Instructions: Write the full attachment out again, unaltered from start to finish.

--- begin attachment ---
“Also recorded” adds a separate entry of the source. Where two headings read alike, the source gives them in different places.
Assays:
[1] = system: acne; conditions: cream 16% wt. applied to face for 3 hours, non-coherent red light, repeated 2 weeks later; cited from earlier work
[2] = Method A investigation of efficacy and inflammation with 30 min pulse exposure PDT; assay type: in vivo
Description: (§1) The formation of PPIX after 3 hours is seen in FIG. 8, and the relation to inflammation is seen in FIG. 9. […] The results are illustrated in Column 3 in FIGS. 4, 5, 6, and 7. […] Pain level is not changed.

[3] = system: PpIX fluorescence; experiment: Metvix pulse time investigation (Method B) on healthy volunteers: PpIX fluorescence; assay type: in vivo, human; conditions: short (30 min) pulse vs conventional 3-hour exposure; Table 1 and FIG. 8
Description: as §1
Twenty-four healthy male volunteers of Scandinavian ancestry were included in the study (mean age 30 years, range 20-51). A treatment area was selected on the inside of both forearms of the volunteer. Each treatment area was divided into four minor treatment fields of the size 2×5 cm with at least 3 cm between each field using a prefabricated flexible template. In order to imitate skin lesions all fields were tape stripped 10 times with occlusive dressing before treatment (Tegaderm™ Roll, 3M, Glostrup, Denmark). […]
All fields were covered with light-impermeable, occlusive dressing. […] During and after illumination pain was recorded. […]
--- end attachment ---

“Also recorded” adds a separate entry of the source. Where two headings read alike, the source gives them in different places.
Assays:
[1] = system: acne; conditions: cream 16% wt. applied to face for 3 hours, non-coherent red light, repeated 2 weeks later; cited from earlier work
[2] = Method A investigation of efficacy and inflammation with 30 min pulse exposure PDT; assay type: in vivo
Description: (§1) The formation of PPIX after 3 hours is seen in FIG. 8, and the relation to inflammation is seen in FIG. 9. […] The results are illustrated in Column 3 in FIGS. 4, 5, 6, and 7. […] Pain level is not changed.

[3] = system: PpIX fluorescence; experiment: Metvix pulse time investigation (Method B) on healthy volunteers: PpIX fluorescence; assay type: in vivo, human; conditions: short (30 min) pulse vs conventional 3-hour exposure; Table 1 and FIG. 8
Description: as §1
Twenty-four healthy male volunteers of Scandinavian ancestry were included in the study (mean age 30 years, range 20-51). A treatment area was selected on the inside of both forearms of the volunteer. Each treatment area was divided into four minor treatment fields of the size 2×5 cm with at least 3 cm between each field using a prefabricated flexible template. In order to imitate skin lesions all fields were tape stripped 10 times with occlusive dressing before treatment (Tegaderm™ Roll, 3M, Glostrup, Denmark). […]
All fields were covered with light-impermeable, occlusive dressing. […] During and after illumination pain was recorded. […]